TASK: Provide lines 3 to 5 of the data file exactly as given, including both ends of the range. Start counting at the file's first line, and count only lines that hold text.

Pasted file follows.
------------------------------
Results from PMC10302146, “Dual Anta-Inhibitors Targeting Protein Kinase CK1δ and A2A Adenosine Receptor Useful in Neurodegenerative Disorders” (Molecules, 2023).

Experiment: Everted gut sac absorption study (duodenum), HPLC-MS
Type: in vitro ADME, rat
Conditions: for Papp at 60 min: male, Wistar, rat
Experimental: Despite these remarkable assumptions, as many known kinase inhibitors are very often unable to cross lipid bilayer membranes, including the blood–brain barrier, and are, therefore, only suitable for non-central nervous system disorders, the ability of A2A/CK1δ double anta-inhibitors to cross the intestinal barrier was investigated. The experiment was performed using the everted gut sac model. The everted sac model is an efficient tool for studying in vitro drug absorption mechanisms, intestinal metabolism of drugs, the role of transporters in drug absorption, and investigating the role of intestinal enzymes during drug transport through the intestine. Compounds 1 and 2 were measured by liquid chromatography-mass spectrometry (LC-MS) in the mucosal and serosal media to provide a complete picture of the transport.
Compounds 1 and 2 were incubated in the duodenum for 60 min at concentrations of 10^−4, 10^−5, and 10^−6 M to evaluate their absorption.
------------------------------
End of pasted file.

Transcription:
Type: in vitro ADME, rat
Conditions: for Papp at 60 min: male, Wistar, rat
Experimental: Despite these remarkable assumptions, as many known kinase inhibitors are very often unable to cross lipid bilayer membranes, including the blood–brain barrier, and are, therefore, only suitable for non-central nervous system disorders, the ability of A2A/CK1δ double anta-inhibitors to cross the intestinal barrier was investigated. The experiment was performed using the everted gut sac model. The everted sac model is an efficient tool for studying in vitro drug absorption mechanisms, intestinal metabolism of drugs, the role of transporters in drug absorption, and investigating the role of intestinal enzymes during drug transport through the intestine. Compounds 1 and 2 were measured by liquid chromatography-mass spectrometry (LC-MS) in the mucosal and serosal media to provide a complete picture of the transport.